NEW YORK – Take a closer look at Stephen Valiquette’s helmet, you can see it adorned with the eyes and mask of the superhero Spider-man.
He said he first did it as a promotion for the Marvel Comics – Spider-man is from New York -but then as he visited some hockey camps, the children attending complimented him so much, Spidey just stuck.
Maybe the Rangers backup is being modest, though. He’s been a superhero in the crease recently, spinning a web in front of the net, almost every time he goes out to play.
“I was well rested,” Henrik Lundqvist’s backup said modestly. “Yesterday we had same high tempo practices, so I felt good going out there today.”
Valiquette stopped 33 of 35 shots in the Rangers 3-2 win over the Carolina Hurricanes, as Lundqvist took a back seat after playing in the second period of the All-Star game. But even with the Rangers’ top netminder in a baseball cap, there was no dropoff in goaltending prowess. Valiquette was on.
“I think we should be really happy with this,” he said. “Coming off a break, you just have to win. It doesn’t have to be a perfect hockey game. [Hopefully], this is something that can carry over to Pittsburgh tomorrow and give ourselves a chance to win again. We are happy with the result and that’s what matters most tonight.”
Yet, more importantly than the win is the faith Rangers coach Tom Renney has in his backup. Instead of riding Lundqvist down the stretch, like he did the last two seasons – and then seeing him wear down in the playoffs – the coach now can go to Valiquette in key spots during crunch time in February and March.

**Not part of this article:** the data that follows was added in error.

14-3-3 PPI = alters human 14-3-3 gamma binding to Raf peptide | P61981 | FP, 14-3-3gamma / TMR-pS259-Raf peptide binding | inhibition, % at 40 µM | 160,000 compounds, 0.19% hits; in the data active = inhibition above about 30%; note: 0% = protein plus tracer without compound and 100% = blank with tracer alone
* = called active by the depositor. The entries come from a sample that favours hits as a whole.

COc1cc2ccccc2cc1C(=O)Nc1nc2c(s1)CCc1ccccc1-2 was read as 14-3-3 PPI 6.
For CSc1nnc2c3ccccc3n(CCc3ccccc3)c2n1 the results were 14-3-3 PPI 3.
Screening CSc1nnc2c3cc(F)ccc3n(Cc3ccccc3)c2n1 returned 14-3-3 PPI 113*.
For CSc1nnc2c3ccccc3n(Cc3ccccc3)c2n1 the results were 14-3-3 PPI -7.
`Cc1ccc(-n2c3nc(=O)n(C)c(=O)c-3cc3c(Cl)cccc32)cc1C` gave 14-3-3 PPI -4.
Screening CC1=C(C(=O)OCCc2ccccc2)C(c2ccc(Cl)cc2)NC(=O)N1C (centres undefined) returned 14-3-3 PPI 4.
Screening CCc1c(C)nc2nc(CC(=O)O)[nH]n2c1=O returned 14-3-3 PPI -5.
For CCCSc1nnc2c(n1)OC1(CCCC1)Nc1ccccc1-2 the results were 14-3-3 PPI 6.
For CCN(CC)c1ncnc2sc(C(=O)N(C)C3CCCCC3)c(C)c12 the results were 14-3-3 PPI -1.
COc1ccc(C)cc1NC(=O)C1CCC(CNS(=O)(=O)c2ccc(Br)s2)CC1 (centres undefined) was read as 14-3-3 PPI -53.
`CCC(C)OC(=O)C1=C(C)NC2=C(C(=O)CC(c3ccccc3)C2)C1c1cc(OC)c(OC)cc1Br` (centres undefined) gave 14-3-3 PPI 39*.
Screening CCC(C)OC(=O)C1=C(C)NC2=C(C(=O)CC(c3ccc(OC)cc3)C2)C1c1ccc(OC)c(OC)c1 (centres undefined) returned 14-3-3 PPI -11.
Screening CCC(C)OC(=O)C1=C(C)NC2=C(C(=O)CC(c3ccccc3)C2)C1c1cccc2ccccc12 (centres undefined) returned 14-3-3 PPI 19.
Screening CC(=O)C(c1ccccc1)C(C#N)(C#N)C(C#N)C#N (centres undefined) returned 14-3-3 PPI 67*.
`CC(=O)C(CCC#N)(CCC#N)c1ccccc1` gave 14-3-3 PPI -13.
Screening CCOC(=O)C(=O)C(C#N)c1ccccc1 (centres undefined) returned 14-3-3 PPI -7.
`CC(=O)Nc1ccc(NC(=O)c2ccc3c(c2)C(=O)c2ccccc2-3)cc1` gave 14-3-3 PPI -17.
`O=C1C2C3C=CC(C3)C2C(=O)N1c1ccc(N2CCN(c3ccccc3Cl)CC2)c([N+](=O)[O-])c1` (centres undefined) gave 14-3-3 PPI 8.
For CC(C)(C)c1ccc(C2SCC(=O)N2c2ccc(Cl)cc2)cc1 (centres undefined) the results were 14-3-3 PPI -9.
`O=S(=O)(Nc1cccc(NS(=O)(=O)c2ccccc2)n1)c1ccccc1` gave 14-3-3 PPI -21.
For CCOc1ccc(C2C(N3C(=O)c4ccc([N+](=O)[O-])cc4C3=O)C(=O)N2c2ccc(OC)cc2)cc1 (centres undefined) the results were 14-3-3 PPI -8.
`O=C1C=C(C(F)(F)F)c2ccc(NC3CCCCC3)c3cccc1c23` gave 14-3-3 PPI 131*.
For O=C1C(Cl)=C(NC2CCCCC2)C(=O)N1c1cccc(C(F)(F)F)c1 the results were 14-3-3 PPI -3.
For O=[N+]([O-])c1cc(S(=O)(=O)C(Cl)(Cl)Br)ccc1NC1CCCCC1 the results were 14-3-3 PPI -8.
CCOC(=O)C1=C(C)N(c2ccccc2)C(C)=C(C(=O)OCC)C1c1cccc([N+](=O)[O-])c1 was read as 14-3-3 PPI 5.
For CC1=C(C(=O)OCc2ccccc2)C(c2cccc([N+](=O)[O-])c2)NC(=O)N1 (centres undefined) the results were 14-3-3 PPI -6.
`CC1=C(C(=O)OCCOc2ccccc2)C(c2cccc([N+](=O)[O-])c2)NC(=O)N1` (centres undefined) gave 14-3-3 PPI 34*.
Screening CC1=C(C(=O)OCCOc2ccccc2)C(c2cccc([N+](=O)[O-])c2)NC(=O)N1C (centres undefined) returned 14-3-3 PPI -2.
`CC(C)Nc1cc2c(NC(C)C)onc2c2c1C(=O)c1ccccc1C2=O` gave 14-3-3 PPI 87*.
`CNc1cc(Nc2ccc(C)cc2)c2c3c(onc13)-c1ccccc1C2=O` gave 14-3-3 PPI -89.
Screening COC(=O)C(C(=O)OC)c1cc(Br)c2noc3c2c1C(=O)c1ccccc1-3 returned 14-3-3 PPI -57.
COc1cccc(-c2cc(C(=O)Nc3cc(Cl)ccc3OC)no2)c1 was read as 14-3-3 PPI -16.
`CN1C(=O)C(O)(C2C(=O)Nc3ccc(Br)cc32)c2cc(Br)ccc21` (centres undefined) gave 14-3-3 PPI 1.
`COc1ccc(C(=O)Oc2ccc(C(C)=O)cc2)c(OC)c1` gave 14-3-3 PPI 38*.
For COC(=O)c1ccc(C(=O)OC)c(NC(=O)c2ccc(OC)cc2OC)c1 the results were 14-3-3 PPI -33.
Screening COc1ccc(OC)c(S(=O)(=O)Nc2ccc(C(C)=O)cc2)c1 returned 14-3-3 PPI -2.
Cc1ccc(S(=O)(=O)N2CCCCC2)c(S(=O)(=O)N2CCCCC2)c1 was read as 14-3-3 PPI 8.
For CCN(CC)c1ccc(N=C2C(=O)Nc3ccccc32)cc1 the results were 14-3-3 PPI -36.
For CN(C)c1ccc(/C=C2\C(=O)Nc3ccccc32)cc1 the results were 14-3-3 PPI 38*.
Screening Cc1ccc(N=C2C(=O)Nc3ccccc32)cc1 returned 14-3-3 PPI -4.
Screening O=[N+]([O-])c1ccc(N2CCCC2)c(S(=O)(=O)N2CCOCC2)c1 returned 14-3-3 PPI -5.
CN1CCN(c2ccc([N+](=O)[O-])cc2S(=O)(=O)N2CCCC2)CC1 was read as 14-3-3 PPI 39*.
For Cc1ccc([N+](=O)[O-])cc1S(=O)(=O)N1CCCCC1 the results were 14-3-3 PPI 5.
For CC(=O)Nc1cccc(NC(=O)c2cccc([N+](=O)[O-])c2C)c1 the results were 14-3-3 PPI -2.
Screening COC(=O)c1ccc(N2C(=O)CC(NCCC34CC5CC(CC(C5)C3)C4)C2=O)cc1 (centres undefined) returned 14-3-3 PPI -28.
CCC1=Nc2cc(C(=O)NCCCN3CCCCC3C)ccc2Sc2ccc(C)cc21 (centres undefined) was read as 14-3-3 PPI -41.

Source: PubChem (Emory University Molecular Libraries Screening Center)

“We have to give Henrik the opportunity to regroup and rest,” Renney said. “Steve demonstrated for the second year in a row he can play the position pretty well. That’s good because we need Steve down the stretch.”
By no means is No. 40 replacing No. 30. Lundqvist will get the bulk of the time in the net, but won’t be in there day in and day out.
This is actually what the Rangers were looking for the last couple of seasons. They thought Kevin Weekes could be the answer, but he got injured in the 2006-07 season, so they turned to Valiquette, a career minor leaguer, with a few cups of coffee in the NHL.
But the 31 year-old responded to the teachings of goaltending coach Benoit Allaire, while biding his time on the bench. It was perfect for the Rangers, because Valiquette was happy to contribute – even on a limited basis – in the NHL and had no aspirations to compete with Lundqvist for the starting job.
Instead, he wanted to become the best backup in the league. So far he’s succeeding. Last season, he played 13 games – starting 10 – and was 5-3-3 with a 2.19 goals against average. This season he stepped it up going 5-3-1 with 2.17 goals against average and is 2-0-0 at Madison Square Garden.
In simpler terms, Valiquette has been amazing, just like the hero on his helmet.